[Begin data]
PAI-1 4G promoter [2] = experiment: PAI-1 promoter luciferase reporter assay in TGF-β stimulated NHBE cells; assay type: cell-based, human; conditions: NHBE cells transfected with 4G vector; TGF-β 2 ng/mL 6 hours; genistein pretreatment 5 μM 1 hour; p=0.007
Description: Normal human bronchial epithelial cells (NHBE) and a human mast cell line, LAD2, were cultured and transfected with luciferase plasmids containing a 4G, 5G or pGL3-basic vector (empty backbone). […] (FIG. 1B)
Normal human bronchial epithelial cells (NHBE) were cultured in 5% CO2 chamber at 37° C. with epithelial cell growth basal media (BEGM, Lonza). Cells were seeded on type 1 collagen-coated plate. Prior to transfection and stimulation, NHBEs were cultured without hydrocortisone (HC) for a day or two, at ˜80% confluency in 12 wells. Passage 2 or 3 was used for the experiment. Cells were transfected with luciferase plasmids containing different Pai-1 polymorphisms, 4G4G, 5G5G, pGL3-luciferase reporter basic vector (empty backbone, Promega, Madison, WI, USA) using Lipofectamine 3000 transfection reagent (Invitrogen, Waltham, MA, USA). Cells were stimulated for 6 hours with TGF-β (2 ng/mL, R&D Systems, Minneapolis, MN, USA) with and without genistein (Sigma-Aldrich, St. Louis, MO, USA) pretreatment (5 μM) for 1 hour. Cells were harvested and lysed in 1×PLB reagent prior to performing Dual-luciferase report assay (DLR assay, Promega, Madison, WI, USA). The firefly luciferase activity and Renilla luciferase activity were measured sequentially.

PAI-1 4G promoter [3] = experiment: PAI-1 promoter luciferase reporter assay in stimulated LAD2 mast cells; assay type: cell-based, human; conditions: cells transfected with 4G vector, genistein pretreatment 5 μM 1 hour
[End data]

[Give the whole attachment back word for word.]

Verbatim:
PAI-1 4G promoter [2] = experiment: PAI-1 promoter luciferase reporter assay in TGF-β stimulated NHBE cells; assay type: cell-based, human; conditions: NHBE cells transfected with 4G vector; TGF-β 2 ng/mL 6 hours; genistein pretreatment 5 μM 1 hour; p=0.007
Description: Normal human bronchial epithelial cells (NHBE) and a human mast cell line, LAD2, were cultured and transfected with luciferase plasmids containing a 4G, 5G or pGL3-basic vector (empty backbone). […] (FIG. 1B)
Normal human bronchial epithelial cells (NHBE) were cultured in 5% CO2 chamber at 37° C. with epithelial cell growth basal media (BEGM, Lonza). Cells were seeded on type 1 collagen-coated plate. Prior to transfection and stimulation, NHBEs were cultured without hydrocortisone (HC) for a day or two, at ˜80% confluency in 12 wells. Passage 2 or 3 was used for the experiment. Cells were transfected with luciferase plasmids containing different Pai-1 polymorphisms, 4G4G, 5G5G, pGL3-luciferase reporter basic vector (empty backbone, Promega, Madison, WI, USA) using Lipofectamine 3000 transfection reagent (Invitrogen, Waltham, MA, USA). Cells were stimulated for 6 hours with TGF-β (2 ng/mL, R&D Systems, Minneapolis, MN, USA) with and without genistein (Sigma-Aldrich, St. Louis, MO, USA) pretreatment (5 μM) for 1 hour. Cells were harvested and lysed in 1×PLB reagent prior to performing Dual-luciferase report assay (DLR assay, Promega, Madison, WI, USA). The firefly luciferase activity and Renilla luciferase activity were measured sequentially.

PAI-1 4G promoter [3] = experiment: PAI-1 promoter luciferase reporter assay in stimulated LAD2 mast cells; assay type: cell-based, human; conditions: cells transfected with 4G vector, genistein pretreatment 5 μM 1 hour